Under Mr Darling’s plans, the Elliott’s would not only qualify for the minimum income guarantee they would get extra because of Maurice’s pension. No figures are available, although in the Budget Chancellor Gordon Brown promised the Credit to any pensioner whose income was less than £100 a week and any couple with less than £150. Mr Darling said this month "I am confident…we are now able to do better than that."

He promised to tackle the savings trap too. At the moment any pensioner or couple with more than £8000 in savings can get no help from the minimum income guarantee, however low their income. And if they have savings between £3000 and £8000 the amount they get each week is reduced. For each £250, or part of £250, of savings above £3000, their weekly benefit is reduced by £1 a week. Once savings exceed £4000, the deduction is more than can be earned in interest. For example, someone with £6000 in savings has £12 a week deducted from their benefit. That £6000 would have to be earning around 10.5% interest to produce an income of that size.

In the Budget in March, the Chancellor announced that in April 2001 the £3000 limit would be doubled to £6000 and the upper limit raised to £12,000. Now Alistair Darling has said he will scrap these limits altogether.

"We should get rid of capital limits and look at the income pensioners receive from their savings. That would be a fairer and more realistic way of deciding who receives extra help. It would cost around £300mn. But I believe the case for it is made."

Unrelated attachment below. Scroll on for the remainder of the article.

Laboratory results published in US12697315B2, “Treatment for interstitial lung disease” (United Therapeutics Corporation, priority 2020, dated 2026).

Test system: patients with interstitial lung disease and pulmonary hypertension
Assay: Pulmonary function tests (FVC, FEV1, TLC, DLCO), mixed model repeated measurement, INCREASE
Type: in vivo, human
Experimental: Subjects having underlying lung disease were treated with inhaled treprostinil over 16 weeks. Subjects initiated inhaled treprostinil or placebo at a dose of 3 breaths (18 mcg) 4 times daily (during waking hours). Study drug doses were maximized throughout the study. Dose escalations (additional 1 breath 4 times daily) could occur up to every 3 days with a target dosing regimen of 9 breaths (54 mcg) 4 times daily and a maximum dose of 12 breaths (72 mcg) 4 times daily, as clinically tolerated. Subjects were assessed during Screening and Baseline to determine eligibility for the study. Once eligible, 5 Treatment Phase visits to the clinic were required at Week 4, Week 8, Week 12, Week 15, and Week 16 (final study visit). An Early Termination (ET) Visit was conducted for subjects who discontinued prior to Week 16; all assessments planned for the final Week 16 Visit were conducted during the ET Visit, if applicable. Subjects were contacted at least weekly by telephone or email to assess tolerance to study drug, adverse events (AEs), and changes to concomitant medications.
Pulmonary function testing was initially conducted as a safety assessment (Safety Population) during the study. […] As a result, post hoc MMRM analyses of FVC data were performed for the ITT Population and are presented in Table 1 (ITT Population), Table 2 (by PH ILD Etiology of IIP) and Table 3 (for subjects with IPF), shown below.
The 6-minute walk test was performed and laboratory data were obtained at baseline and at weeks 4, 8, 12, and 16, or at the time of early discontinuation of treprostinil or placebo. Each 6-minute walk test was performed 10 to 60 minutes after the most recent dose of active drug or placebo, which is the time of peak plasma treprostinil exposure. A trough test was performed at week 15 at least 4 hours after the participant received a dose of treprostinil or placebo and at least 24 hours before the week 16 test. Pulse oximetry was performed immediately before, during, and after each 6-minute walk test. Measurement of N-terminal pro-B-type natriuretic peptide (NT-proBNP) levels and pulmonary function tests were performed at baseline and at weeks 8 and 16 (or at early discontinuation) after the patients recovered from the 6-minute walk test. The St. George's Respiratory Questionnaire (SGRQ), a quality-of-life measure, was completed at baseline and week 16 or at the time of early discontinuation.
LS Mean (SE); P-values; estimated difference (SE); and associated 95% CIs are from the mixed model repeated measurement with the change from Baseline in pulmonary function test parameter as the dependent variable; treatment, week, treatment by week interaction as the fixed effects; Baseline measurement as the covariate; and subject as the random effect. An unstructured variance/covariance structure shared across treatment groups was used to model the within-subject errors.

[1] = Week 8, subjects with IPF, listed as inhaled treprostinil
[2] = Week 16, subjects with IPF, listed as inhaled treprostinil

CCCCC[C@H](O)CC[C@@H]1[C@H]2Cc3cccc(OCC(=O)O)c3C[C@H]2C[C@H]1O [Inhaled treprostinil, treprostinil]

If he does go ahead with these plans, possibly from April 2002, he will have to make sure he does not leave some pensioners worse off. Those with savings below around £4000 can get more from their interest than the amount that is deducted from their benefit. Under Mr Darling’s plans some could be left up to £100 worse off over the year. And once the limits are raised next April the losses for some will be even bigger.

More from Brown

Gordon Brown added one new fact to his plans for pensioners in his much-trailed speech to the Labour Party Conference on Monday. The new pensioner credit (now announced three times) would not be introduced until 2003, safely after the date of the next Election. He also confirmed that the minimum income guarantee for single people over 60 would be raised to £90 (first announced the week before) – though he did not specifically say that would happen next April. If it did, that would boost the incomes of the poorest pensioners by £11.55 a week, a rise of nearly 13%. That is more than double the rise in average wages and four times the expected rate of inflation on prices. If hints from spin doctors are correct and the basic pension – paid to almost all pensioners –rises by £5 a week in April (and £8 for a married couple) that would be a rise of 7.4% - more than the 5% rise in wages and more than double the rate of price inflation. Having raised all these expectations, it will be hard not to deliver on them when the pre-Budget Report is published in a few weeks time. 

7 October 2000